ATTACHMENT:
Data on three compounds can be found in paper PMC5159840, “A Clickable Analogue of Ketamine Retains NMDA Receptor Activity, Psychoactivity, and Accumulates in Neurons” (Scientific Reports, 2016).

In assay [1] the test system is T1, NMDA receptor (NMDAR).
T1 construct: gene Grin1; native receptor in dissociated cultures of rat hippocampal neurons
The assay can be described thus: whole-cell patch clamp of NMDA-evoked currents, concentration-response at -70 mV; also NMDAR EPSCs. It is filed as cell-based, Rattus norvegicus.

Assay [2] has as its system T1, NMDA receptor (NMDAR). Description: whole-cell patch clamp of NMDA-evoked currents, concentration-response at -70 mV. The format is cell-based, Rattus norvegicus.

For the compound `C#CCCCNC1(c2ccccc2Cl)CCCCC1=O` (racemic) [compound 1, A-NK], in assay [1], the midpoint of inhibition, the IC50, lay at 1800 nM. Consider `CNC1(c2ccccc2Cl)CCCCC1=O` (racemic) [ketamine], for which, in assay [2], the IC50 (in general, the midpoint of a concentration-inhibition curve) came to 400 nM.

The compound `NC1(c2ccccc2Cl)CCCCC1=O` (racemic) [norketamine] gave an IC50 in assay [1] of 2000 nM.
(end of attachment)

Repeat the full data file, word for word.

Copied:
Data on three compounds can be found in paper PMC5159840, “A Clickable Analogue of Ketamine Retains NMDA Receptor Activity, Psychoactivity, and Accumulates in Neurons” (Scientific Reports, 2016).

In assay [1] the test system is T1, NMDA receptor (NMDAR).
T1 construct: gene Grin1; native receptor in dissociated cultures of rat hippocampal neurons
The assay can be described thus: whole-cell patch clamp of NMDA-evoked currents, concentration-response at -70 mV; also NMDAR EPSCs. It is filed as cell-based, Rattus norvegicus.

Assay [2] has as its system T1, NMDA receptor (NMDAR). Description: whole-cell patch clamp of NMDA-evoked currents, concentration-response at -70 mV. The format is cell-based, Rattus norvegicus.

For the compound `C#CCCCNC1(c2ccccc2Cl)CCCCC1=O` (racemic) [compound 1, A-NK], in assay [1], the midpoint of inhibition, the IC50, lay at 1800 nM. Consider `CNC1(c2ccccc2Cl)CCCCC1=O` (racemic) [ketamine], for which, in assay [2], the IC50 (in general, the midpoint of a concentration-inhibition curve) came to 400 nM.

The compound `NC1(c2ccccc2Cl)CCCCC1=O` (racemic) [norketamine] gave an IC50 in assay [1] of 2000 nM.